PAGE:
Four hundred post offices could be put out of business if the Government moves social welfare payments to a purely electronic system, it has been warned.
Brian McGann, general secretary of the Irish Postmasters' Union (IPU), claimed that forcing dole claimants to have money paid into accounts would decimate the traditional way of life.
Under a tender to be announced next month, the Government is to set out the need for a move to electronic payments and by-pass the post office network's traditional over-the-counter transactions.
Mr McGann said many people were sceptical about banks after the financial collapse that crippled Ireland.
"We are not against using modern financial transaction methods - they are in use in Post Offices daily - but we believe in consumer choice. People should be free to choose the Post Office if they want to receive their payments there," he said.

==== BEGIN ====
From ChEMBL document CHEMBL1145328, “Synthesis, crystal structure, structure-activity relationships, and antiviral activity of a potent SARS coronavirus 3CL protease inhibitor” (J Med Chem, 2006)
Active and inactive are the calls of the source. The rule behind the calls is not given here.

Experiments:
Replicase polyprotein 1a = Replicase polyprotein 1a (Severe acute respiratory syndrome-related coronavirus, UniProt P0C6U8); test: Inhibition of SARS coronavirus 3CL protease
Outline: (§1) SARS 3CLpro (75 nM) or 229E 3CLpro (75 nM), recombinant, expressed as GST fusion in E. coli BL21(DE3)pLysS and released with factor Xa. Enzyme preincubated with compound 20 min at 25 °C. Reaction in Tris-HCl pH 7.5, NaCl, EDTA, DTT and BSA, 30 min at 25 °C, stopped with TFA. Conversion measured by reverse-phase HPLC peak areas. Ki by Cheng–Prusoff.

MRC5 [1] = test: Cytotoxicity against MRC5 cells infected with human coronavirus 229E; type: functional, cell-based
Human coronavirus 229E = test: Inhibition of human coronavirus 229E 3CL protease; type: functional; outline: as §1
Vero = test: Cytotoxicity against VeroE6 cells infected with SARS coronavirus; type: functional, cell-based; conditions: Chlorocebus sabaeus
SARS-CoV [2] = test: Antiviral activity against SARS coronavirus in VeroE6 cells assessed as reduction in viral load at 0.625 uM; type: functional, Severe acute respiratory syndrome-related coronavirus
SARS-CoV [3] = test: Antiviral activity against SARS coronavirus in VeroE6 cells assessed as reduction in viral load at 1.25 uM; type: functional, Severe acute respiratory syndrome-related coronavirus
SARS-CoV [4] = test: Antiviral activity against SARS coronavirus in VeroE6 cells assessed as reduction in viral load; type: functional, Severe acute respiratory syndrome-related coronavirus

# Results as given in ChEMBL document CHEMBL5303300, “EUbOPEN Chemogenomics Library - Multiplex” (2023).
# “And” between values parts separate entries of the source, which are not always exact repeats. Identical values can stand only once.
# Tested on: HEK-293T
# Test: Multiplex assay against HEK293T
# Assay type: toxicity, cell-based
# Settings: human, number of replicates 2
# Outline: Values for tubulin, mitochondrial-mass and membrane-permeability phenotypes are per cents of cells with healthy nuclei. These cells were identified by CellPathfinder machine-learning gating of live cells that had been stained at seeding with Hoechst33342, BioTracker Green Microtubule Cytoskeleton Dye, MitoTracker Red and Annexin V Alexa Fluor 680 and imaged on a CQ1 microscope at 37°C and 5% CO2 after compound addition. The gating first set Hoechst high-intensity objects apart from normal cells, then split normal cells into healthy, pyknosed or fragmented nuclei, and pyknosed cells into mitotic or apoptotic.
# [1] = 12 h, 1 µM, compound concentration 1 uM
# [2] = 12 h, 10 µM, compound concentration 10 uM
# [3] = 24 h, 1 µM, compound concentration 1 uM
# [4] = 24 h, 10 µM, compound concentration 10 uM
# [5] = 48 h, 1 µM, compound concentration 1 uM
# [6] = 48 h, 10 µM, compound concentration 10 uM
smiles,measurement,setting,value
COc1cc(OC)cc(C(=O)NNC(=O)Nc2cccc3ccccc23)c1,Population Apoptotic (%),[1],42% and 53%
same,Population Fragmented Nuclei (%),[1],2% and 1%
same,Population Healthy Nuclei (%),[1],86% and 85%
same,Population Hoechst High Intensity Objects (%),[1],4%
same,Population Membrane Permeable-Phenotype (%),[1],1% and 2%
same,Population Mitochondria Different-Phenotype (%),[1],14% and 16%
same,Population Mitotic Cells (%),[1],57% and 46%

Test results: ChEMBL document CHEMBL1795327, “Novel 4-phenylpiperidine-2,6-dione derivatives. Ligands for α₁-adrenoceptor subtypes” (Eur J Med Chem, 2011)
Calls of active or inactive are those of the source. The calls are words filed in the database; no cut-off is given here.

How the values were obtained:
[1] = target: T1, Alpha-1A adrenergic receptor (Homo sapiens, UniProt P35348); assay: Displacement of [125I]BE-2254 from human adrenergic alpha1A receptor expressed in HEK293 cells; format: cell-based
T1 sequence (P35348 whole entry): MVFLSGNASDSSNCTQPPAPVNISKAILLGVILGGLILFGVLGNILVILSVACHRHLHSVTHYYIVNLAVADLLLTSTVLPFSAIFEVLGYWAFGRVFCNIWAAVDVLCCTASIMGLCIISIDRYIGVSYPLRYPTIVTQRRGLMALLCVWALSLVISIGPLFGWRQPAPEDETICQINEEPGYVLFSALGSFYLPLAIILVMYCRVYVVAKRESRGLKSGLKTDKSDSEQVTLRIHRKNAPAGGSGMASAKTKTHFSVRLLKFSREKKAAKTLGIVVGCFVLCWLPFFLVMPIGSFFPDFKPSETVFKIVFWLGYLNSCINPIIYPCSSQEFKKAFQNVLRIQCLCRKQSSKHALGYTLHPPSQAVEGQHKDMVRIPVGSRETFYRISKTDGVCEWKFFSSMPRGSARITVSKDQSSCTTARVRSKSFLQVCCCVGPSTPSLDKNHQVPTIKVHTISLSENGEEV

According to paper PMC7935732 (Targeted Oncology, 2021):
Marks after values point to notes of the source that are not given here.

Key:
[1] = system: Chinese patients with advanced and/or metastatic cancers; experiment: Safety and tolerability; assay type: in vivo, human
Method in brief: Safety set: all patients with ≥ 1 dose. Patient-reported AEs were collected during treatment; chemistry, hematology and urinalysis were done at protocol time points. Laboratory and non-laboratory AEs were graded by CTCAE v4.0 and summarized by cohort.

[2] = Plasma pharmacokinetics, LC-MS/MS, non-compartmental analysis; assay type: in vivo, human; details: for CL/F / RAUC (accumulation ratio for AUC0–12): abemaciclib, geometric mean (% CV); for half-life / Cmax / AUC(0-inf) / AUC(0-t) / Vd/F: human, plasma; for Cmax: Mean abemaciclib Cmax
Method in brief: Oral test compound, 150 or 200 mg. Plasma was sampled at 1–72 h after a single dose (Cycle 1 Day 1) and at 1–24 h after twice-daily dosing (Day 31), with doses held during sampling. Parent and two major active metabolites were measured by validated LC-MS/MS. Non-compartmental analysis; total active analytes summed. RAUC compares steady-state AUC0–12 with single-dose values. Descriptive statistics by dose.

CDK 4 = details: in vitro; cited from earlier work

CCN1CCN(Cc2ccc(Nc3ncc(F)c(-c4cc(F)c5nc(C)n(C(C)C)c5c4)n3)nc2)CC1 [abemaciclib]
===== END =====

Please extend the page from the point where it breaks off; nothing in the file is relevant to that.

Stopping the over-the-counter payments could cost a postmaster 18,000 euro a year, 35% of gross income.
The IPU said that more than half of postmasters earn less 50,000 euro year.
"Some 400 offices could close. This would be devastating, in social and economic terms for communities throughout the length and breadth of this country," Mr McGann said.
"The post office retail network has delivered an excellent service to the Department of Social Protection and their clients for decades. In many cases in rural and working class urban areas, the post office is the only outlet in the area offering a range of financial services.
"Social welfare clients are very loyal to their local post office and use it for a range of financial services that supports their needs."